▪ Chris Sale has COVID. No doubt the Sox still want us to believe it’s all bad luck and has nothing to do with a split clubhouse that’s been unable to get over the 85 percent vaccination threshold. Twelve Sox players have landed on the COVID-19 list since Aug. 27 and 10 have tested positive. Nobody deserves to get sick, but a rational person can only conclude that the Sox’ vax resistance has put them at a competitive disadvantage.
▪ Congrats to Tom Brady on another boffo night in Thursday’s season opener. It made me wonder: Precisely when did football cease to be a contact sport for Brady? He’s playing arena ball now. And he’s great at it. The Cowboys put zero pressure on Brady all night and watched him pick them apart. Is the Tom Coughlin/John Harbaugh formula impossible to replicate in today’s game?
▪ Aaron Boone might get fired after all.
▪ New Red Sox spare part José Iglesias was briefly a member of the ill-fated 2011 team. The Cuban-born shortstop was called to the big leagues for a cup of coffee in May and September, while spending most of his season at Pawtucket.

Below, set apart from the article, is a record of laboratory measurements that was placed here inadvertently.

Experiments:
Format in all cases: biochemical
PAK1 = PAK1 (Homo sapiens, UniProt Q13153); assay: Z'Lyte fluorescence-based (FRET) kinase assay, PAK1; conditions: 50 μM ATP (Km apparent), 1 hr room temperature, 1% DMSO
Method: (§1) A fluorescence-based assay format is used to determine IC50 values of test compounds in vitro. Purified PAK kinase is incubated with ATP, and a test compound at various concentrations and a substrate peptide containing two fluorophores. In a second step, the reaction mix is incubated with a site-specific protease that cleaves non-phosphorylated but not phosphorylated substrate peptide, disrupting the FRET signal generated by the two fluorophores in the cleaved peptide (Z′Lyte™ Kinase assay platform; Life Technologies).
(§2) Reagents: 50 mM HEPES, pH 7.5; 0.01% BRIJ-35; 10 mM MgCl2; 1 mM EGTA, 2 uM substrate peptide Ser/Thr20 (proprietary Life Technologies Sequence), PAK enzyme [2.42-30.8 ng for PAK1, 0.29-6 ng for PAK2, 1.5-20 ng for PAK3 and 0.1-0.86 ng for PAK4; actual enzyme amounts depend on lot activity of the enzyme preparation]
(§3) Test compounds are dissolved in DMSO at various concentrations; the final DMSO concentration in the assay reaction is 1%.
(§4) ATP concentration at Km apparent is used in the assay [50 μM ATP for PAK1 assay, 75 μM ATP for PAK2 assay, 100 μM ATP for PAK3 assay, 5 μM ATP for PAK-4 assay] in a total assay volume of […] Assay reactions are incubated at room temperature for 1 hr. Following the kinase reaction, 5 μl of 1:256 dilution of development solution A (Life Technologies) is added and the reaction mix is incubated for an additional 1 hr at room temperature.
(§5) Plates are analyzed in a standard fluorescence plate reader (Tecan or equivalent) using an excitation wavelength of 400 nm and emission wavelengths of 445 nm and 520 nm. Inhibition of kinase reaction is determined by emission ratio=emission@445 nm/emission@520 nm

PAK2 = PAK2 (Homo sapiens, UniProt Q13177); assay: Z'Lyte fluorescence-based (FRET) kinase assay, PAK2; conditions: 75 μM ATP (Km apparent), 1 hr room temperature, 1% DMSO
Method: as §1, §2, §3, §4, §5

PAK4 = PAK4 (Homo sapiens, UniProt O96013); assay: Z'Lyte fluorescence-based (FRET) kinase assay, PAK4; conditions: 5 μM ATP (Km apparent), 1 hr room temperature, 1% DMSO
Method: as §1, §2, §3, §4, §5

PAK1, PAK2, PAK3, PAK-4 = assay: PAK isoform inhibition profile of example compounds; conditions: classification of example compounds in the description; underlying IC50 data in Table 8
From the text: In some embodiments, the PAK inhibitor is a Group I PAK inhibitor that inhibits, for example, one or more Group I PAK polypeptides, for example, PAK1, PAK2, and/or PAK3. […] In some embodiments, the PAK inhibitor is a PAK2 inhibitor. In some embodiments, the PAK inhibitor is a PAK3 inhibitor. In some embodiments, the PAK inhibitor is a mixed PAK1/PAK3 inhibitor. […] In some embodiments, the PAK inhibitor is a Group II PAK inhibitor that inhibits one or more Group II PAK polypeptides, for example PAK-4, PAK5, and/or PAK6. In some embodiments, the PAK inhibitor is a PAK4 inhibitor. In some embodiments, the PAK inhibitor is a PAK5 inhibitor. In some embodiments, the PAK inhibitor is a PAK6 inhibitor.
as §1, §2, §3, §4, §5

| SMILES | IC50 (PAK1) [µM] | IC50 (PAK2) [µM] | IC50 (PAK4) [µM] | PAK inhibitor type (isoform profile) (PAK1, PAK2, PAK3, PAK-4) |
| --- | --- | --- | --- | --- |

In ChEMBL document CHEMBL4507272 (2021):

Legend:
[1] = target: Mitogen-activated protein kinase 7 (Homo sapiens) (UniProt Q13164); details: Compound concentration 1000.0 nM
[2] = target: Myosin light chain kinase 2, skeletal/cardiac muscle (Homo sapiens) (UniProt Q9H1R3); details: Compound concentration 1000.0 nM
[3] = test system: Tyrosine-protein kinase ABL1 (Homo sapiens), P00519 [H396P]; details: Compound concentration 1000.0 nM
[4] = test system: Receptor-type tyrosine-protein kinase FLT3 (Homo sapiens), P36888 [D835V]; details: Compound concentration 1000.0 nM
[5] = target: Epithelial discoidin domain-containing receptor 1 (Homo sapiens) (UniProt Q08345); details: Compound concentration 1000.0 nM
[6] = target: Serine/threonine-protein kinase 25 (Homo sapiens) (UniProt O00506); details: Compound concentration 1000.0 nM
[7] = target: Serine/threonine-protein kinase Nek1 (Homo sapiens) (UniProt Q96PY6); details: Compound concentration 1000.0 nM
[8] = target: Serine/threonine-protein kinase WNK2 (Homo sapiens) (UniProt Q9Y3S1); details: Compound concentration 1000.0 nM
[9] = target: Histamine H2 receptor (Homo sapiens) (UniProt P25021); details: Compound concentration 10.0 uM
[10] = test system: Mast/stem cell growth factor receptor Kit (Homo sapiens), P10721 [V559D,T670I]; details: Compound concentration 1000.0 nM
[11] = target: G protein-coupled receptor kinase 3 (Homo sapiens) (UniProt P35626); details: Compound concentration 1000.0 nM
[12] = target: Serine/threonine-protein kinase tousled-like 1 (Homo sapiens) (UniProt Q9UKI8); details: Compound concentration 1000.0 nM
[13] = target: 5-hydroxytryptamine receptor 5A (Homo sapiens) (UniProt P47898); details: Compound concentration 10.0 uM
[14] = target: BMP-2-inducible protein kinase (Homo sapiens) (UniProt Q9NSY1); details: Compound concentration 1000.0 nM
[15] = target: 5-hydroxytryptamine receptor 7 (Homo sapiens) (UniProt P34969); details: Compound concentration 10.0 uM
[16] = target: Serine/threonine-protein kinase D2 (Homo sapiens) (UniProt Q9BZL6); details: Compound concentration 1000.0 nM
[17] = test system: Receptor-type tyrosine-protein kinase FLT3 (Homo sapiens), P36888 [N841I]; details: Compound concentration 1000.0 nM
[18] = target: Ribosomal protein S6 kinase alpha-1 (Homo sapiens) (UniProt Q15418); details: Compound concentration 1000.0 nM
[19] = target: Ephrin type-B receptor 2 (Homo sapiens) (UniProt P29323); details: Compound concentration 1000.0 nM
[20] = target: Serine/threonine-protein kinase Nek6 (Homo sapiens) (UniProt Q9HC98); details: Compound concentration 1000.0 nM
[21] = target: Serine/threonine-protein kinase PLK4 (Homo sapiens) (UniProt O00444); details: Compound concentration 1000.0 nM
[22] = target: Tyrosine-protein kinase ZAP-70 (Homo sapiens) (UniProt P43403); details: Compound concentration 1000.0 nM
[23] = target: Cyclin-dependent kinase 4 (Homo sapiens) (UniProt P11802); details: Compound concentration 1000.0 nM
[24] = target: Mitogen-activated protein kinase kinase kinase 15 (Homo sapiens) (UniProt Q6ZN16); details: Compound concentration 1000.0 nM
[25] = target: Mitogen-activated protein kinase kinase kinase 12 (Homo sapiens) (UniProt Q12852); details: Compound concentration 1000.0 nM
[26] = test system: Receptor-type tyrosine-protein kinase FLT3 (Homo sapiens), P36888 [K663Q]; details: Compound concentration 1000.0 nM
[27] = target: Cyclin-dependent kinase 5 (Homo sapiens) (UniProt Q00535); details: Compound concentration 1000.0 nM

Iglesias was 21 years old and spoke almost no English when he came to the majors. He went to see “The Lion King” on Broadway during an offday in New York. Dustin Pedroia took the quiet young infielder under his wing and said, “Just follow me around. Think of me as Castro and do everything I say.”
▪ Quiz: Name the only big leaguer to win batting championships in each of his first two full seasons (answer below).
▪ The estimable Steve Serby of the New York Post picks the Patriots to finish first in the AFC East with an 11-6 record, then advance to the AFC Championship game.
▪ The always-great Tyler Kepner of the New York Times reminds us that in his 20-year career, Derek Jeter played in only one regular-season home game in which the Yankees were eliminated from postseason contention: the final home game of Jeter’s final season, 2014.
▪ Holy Cross football coach Bob Chesney is going places. The 44-year-old Chesney, now in his fourth season at HC, coached three seasons at Salve Regina and five years at Assumption.
Last weekend, Chesney’s Crusaders beat Division 1 UConn, 38-28, in Connecticut. It was HC’s first win over an FBS school since it beat Army in 2002. In my opinion, it is HC’s best football win since 1978, which was the last time the Cross beat Boston College.
▪ UConn football? Sheer chaos. Head coach Randy Edsall stepped down two days after losing to Holy Cross. Defensive coordinator Lou Spanos will take over on an interim basis.
Like UMass, the Huskies are in over their heads, taking big paychecks to get hammered by Division 1 powerhouses. UConn has Purdue and Clemson on its schedule this year. If the Huskies beat Clemson, HC fans will be asking for a national ranking and a return to the Orange Bowl.